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Kendall-Jackson 2009 Summation Red Blend

Kendall-Jackson: Braised Chicken

Here’s a sample from K-J’s Vintner’s Reserve stable that talks like a big wine, drinks like a sweet wine, and is more interesting for how well it fits in that how it stands out.

If that sounds all over the map, so is this wine. Quite so. Sourced from six California counties — the best, if not the most, from Sonoma County, you can bet — it’s a kitchen sink concoction of 43 percent Zinfandel, 24 percent Syrah, 21 percent Merlot, 5 percent Grenache, 4 percent Petite Sirah, 3 percent other. Explains K-J: “The whole is more than the sum of its parts.”

So now we know that it’s not the Bordeaux-style heavy hitter that names like “Summation” are usually reserved for. Perhaps it evokes the word, “consummation,” the sort of nod and wink given lately for sweet red wines: think, “cupcake.” The Kendall-Jackson 2009 Summation Red Blend ($17) doesn’t drink noticeably sweet, but is it ever smooth.

It’s tough to say whether the initial aroma was bottle variation, or a design feature, conjuring a nostalgic vision of hoary, damp wine cellars as it did. Cardamon, woody spice take over, with fruitcake, a bit of chocolate and cherry.

It’s medium-bodied, despite the dark, brambleberry flavors, with a singular, plush, Persian-cat softness to the finish. Now I’m reminded of a prop wine in a romcom: a wine that will clearly be enjoyed, without taking much attention away from the moment.


K-J suggests this wine will be outstanding “with or without food,” which may or may not be code for wee bit o’ residual sugar. But what’s a candlight dinner without braised chicken:

Braised Chicken with Swiss Chard

Recipe by Chef Justin Wangler

Prep Time: 30 minutes

Cook Time: 1 hour 20 minutes

Serves: 6


  • 1 large bunch Swiss chard, rinsed and dried
  • 2 slices bacon, diced
  • 6 chicken thighs
  • kosher salt and freshly ground black pepper
  • 1 carrot, peeled and finely diced
  • 1 stalk celery, finely diced
  • 1 shallot, minced
  • 3 thyme sprigs
  • 1⁄2 C. dry red wine
  • 1 C. chicken stock or low-sodium broth
  • 1 Tbsp. Dijon mustard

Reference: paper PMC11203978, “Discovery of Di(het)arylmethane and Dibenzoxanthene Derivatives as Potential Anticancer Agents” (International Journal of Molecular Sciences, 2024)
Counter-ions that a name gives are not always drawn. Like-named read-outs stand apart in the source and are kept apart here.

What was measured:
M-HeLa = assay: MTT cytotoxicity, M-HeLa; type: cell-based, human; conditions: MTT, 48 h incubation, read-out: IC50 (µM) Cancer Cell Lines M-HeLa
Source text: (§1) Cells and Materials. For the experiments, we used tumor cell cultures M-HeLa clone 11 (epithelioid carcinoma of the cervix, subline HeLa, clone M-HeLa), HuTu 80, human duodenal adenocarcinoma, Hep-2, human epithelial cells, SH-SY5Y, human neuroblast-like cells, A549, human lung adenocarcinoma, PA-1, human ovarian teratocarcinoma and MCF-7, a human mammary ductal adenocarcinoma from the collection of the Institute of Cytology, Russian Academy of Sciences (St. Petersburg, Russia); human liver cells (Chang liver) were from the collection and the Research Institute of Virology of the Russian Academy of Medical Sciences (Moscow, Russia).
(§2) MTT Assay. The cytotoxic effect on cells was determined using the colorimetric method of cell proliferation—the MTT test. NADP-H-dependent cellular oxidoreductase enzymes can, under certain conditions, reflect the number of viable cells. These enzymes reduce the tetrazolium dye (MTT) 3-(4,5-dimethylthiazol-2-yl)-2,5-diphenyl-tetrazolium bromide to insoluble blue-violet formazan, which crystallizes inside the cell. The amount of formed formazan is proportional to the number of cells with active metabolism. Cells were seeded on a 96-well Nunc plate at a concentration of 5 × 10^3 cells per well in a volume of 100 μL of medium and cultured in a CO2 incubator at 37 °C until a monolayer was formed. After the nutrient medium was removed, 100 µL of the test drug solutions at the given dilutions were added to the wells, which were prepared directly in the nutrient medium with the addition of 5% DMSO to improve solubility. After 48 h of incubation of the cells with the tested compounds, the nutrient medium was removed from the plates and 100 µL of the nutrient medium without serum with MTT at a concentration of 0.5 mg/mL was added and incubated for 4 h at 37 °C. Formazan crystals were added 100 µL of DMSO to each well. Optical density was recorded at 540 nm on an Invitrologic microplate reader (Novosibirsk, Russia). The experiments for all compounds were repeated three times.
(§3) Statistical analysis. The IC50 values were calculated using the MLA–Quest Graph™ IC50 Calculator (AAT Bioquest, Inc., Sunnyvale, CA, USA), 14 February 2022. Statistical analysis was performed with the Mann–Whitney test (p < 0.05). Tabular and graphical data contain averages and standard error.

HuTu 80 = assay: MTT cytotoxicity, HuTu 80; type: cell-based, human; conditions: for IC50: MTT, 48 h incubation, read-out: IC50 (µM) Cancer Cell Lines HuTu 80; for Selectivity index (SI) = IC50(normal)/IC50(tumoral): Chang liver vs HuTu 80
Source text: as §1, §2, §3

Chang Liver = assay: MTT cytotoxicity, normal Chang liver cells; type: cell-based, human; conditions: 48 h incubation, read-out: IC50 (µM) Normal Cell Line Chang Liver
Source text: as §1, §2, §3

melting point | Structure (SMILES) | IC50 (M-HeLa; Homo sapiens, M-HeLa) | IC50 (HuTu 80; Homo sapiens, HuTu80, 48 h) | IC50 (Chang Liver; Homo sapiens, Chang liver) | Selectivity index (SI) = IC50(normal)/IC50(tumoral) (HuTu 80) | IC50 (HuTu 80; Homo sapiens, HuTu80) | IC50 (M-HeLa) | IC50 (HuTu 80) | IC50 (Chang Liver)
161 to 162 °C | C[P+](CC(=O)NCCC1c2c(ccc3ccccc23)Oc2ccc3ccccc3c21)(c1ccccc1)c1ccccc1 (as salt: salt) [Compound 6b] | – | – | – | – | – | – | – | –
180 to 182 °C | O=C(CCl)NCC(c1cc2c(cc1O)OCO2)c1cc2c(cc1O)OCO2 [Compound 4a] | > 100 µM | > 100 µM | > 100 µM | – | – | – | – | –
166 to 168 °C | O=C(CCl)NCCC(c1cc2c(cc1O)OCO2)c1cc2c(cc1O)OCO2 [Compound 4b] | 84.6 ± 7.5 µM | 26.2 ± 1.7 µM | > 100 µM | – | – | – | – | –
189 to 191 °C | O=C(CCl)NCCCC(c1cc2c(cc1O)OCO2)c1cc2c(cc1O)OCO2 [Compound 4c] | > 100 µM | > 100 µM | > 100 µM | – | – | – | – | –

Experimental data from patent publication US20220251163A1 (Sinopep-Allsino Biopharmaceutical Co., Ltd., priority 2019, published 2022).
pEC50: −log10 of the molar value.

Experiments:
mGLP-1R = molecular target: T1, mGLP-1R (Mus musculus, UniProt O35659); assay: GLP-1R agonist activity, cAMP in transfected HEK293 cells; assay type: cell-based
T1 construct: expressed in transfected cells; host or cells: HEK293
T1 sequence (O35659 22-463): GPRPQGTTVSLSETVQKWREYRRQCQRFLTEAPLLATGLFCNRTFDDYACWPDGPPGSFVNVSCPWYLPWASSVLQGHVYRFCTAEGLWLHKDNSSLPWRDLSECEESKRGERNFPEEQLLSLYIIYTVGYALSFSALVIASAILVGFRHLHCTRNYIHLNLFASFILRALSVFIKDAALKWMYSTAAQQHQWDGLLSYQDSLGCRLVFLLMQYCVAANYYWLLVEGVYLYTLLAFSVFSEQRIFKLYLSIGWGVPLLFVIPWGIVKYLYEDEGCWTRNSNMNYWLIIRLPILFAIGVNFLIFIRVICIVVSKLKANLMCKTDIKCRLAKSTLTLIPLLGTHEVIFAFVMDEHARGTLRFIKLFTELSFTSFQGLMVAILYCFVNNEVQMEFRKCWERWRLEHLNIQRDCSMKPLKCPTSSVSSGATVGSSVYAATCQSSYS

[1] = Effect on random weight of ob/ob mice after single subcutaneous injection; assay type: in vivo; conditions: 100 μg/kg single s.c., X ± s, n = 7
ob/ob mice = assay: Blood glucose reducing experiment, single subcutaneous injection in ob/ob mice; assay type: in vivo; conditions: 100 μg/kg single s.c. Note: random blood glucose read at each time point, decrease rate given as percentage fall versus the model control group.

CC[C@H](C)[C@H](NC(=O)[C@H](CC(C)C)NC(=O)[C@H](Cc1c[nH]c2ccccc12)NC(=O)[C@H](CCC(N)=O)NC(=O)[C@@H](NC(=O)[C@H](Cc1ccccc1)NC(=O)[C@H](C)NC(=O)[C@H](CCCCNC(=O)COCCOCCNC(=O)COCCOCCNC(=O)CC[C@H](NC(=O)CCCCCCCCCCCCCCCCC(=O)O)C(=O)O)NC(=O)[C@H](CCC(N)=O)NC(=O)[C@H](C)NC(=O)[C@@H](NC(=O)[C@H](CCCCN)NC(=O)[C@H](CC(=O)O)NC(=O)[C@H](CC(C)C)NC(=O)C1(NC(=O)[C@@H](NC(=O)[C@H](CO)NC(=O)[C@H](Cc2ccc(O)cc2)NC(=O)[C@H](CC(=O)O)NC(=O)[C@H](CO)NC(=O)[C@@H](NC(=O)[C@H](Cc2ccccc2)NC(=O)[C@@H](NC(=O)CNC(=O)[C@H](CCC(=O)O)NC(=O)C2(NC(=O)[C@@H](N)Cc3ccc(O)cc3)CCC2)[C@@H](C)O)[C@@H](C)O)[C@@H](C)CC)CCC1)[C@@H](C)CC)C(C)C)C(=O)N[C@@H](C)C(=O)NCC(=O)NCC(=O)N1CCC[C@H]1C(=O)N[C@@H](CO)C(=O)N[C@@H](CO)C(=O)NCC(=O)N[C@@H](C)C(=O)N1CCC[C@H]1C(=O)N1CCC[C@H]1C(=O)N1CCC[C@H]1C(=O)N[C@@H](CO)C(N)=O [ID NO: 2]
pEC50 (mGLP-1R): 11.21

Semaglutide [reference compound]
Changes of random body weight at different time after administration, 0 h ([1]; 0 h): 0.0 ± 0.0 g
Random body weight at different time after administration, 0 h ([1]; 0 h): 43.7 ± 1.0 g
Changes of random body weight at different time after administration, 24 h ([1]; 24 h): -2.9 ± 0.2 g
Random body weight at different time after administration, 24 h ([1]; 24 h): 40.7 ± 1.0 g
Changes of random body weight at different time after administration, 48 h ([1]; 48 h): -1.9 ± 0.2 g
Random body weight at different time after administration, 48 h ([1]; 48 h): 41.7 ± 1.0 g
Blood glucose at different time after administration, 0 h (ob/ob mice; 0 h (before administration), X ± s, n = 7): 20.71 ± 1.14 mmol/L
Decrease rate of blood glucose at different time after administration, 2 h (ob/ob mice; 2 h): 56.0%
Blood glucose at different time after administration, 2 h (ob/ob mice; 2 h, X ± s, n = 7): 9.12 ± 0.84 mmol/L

• 2 Tbsp. unsalted butter
  • 3 Tbsp. minced fresh flat-leaf parsley


Hold a stalk of Swiss chard and slide your other hand along the stalk, stripping away the leaf. Repeat with all of the leaves. Trim away the bottom of the stalks and cut the stalks into 1⁄2” thick slices. Cut the leaves into 1” pieces. Set aside.

In a skillet just large enough to hold all the chicken pieces in a single layer, fry the bacon over medium-low heat, stirring occasionally, until crisp, about 7 minutes. Using a slotted spoon, transfer to paper towels to drain. Increase the heat under the skillet to medium-high.

Season the chicken liberally with salt and pepper and add to the skillet, skin side down. Cook until browned, about 4 minutes on each side. Using tongs, transfer to a plate.

Add the Swiss chard stalks to the skillet and cook until softened, about 3 minutes. Using a slotted spoon, transfer to a plate. Add the carrot, celery, half of the shallot, and the thyme sprigs to the skillet. Cook until the vegetables are softened, about 5 minutes. Add the wine and cook until nearly dry, about 5 minutes. Add the stock and bring to a boil. Add the chicken, skin side up. Cover with a lid slightly askew and reduce the heat to medium. Cook until the chicken is opaque throughout, about 20 minutes. Using a slotted metal spatula, transfer the chicken to a plate.

Remove the thyme sprigs from the pan and whisk in the mustard. Stir in the Swiss chard leaves and cook until wilted. Stir in the Swiss chard stalks, the butter, and 2 Tbsp. of the parsley. Season with salt and pepper to taste. Divide the Swiss chard among six shallow bowls or small plates and place a piece of chicken on top. Sprinkle with the bacon and the remaining parsley and serve.

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